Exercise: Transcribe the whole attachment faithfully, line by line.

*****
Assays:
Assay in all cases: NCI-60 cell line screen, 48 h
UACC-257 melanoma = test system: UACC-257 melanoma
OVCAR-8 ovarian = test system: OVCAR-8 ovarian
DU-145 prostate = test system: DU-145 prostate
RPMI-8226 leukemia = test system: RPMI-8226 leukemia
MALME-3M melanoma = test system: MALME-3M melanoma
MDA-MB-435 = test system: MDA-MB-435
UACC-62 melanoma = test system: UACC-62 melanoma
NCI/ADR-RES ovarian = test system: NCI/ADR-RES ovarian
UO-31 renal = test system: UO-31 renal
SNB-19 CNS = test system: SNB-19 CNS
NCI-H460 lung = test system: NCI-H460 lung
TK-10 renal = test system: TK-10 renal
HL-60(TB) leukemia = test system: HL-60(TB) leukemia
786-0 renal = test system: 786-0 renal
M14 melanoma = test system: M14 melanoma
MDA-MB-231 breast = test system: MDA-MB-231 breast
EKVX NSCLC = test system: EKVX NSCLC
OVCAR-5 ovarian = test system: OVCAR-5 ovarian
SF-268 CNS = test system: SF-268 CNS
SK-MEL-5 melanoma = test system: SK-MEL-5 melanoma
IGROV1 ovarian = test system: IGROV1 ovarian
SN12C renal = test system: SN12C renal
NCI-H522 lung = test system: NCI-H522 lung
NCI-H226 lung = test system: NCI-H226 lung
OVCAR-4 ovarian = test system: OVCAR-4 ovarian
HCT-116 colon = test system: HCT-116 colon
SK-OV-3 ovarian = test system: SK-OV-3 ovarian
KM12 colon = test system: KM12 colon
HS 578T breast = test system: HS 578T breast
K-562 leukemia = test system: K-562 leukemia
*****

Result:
Assays:
Assay in all cases: NCI-60 cell line screen, 48 h
UACC-257 melanoma = test system: UACC-257 melanoma
OVCAR-8 ovarian = test system: OVCAR-8 ovarian
DU-145 prostate = test system: DU-145 prostate
RPMI-8226 leukemia = test system: RPMI-8226 leukemia
MALME-3M melanoma = test system: MALME-3M melanoma
MDA-MB-435 = test system: MDA-MB-435
UACC-62 melanoma = test system: UACC-62 melanoma
NCI/ADR-RES ovarian = test system: NCI/ADR-RES ovarian
UO-31 renal = test system: UO-31 renal
SNB-19 CNS = test system: SNB-19 CNS
NCI-H460 lung = test system: NCI-H460 lung
TK-10 renal = test system: TK-10 renal
HL-60(TB) leukemia = test system: HL-60(TB) leukemia
786-0 renal = test system: 786-0 renal
M14 melanoma = test system: M14 melanoma
MDA-MB-231 breast = test system: MDA-MB-231 breast
EKVX NSCLC = test system: EKVX NSCLC
OVCAR-5 ovarian = test system: OVCAR-5 ovarian
SF-268 CNS = test system: SF-268 CNS
SK-MEL-5 melanoma = test system: SK-MEL-5 melanoma
IGROV1 ovarian = test system: IGROV1 ovarian
SN12C renal = test system: SN12C renal
NCI-H522 lung = test system: NCI-H522 lung
NCI-H226 lung = test system: NCI-H226 lung
OVCAR-4 ovarian = test system: OVCAR-4 ovarian
HCT-116 colon = test system: HCT-116 colon
SK-OV-3 ovarian = test system: SK-OV-3 ovarian
KM12 colon = test system: KM12 colon
HS 578T breast = test system: HS 578T breast
K-562 leukemia = test system: K-562 leukemia